We asked for it by saying that history was over in 1989 [with the end of the Cold War]. By saying that nothing bad could [ever] happen again, we were basically inviting something bad to happen.

Our story about how nothing could [ever] go wrong was a story about how human nature is the free market and the free market brings democracy, so everything is hunky-dory — and of course every part of that story is nonsense. The Greeks understood that democracy is likely to produce oligarchy because if you don’t have some mechanism to get inequality under control then people with the most money will likely take full control.

With Trump, one sees the new variant of this where a candidate can run by saying, “Look, we all know — wink, wink, nudge, nudge — that this isn’t really a democracy anymore.” He doesn’t use the words but basically says, “We all know this is really an oligarchy, so let me be your oligarch.” Although it’s nonsense and of course he’s a con man and will betray everyone, it makes sense only in this climate of inequality…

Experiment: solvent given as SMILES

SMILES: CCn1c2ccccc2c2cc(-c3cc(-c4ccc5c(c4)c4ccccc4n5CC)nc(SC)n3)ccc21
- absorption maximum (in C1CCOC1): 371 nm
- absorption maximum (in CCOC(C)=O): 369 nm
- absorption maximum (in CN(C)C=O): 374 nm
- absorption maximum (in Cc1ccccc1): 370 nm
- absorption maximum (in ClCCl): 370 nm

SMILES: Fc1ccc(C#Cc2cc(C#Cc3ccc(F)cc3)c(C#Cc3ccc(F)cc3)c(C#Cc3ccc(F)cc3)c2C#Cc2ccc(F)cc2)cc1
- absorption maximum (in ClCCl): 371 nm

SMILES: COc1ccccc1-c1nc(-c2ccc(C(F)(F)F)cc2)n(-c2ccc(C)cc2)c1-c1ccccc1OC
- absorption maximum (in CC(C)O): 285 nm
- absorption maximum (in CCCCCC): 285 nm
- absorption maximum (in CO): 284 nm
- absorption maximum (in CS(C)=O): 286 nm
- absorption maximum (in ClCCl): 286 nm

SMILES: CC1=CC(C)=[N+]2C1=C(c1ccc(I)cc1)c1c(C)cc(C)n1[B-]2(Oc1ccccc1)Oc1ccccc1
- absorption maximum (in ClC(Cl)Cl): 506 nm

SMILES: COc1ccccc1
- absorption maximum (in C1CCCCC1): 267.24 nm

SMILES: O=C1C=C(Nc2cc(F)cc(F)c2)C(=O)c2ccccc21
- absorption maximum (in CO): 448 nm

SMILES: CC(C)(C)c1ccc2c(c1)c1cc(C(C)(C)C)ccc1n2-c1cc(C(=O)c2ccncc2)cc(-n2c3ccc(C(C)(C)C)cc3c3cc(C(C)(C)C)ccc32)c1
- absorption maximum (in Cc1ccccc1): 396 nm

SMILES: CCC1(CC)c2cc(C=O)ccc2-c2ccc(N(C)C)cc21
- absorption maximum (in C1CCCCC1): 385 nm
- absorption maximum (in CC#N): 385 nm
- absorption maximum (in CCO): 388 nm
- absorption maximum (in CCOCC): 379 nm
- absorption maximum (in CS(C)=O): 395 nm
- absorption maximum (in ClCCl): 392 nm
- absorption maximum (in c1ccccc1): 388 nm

In your book you discuss the idea that Donald Trump will have his own version of Hitler’s Reichstag fire to expand his power and take full control of the government by declaring a state of emergency. How do you think that would play out?

Let me make just two points. The first is that I think it’s pretty much inevitable that they will try. The reason I think that is that the conventional ways of being popular are not working out for them. The conventional way to be popular or to be legitimate in this country is to have some policies, to grow your popularity ratings and to win some elections. I don’t think 2018 is looking very good for the Republicans along those conventional lines — not just because the president is historically unpopular. It’s also because neither the White House nor Congress have any policies which the majority of the public like.

This means they could be seduced by the notion of getting into a new rhythm of politics, one that does not depend upon popular policies and electoral cycles.

Whether it works or not depends upon whether when something terrible happens to this country, we are aware that the main significance of it is whether or not we are going to be more or less free citizens in the future.

My gut feeling is that Trump and his administration will try and that it won’t work. Not so much because we are so great but because we have a little bit of time to prepare. I also think that there are enough people and enough agencies of the government who have also thought about this and would not necessarily go along.



We are apparently not yet at peak banana republican dog whistling.